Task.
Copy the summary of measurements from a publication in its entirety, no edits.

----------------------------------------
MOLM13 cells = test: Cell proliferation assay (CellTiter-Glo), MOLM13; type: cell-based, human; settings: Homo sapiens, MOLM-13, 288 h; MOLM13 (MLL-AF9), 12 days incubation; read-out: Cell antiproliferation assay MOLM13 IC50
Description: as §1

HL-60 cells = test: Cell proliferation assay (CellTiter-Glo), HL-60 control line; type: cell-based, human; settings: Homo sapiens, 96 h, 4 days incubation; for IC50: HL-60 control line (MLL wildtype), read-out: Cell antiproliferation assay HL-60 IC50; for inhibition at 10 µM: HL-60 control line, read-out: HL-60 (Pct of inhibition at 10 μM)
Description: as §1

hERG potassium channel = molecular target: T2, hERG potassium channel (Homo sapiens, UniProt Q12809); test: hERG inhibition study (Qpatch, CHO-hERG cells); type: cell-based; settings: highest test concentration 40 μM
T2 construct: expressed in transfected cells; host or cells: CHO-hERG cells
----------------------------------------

MOLM13 cells = test: Cell proliferation assay (CellTiter-Glo), MOLM13; type: cell-based, human; settings: Homo sapiens, MOLM-13, 288 h; MOLM13 (MLL-AF9), 12 days incubation; read-out: Cell antiproliferation assay MOLM13 IC50
Description: as §1

HL-60 cells = test: Cell proliferation assay (CellTiter-Glo), HL-60 control line; type: cell-based, human; settings: Homo sapiens, 96 h, 4 days incubation; for IC50: HL-60 control line (MLL wildtype), read-out: Cell antiproliferation assay HL-60 IC50; for inhibition at 10 µM: HL-60 control line, read-out: HL-60 (Pct of inhibition at 10 μM)
Description: as §1

hERG potassium channel = molecular target: T2, hERG potassium channel (Homo sapiens, UniProt Q12809); test: hERG inhibition study (Qpatch, CHO-hERG cells); type: cell-based; settings: highest test concentration 40 μM
T2 construct: expressed in transfected cells; host or cells: CHO-hERG cells